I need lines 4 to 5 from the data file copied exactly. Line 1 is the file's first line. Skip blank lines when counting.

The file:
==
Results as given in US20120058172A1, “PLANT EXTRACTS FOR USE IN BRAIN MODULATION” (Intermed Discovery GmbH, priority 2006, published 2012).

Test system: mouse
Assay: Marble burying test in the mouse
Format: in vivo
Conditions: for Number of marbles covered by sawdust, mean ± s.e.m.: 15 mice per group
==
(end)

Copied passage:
Format: in vivo
Conditions: for Number of marbles covered by sawdust, mean ± s.e.m.: 15 mice per group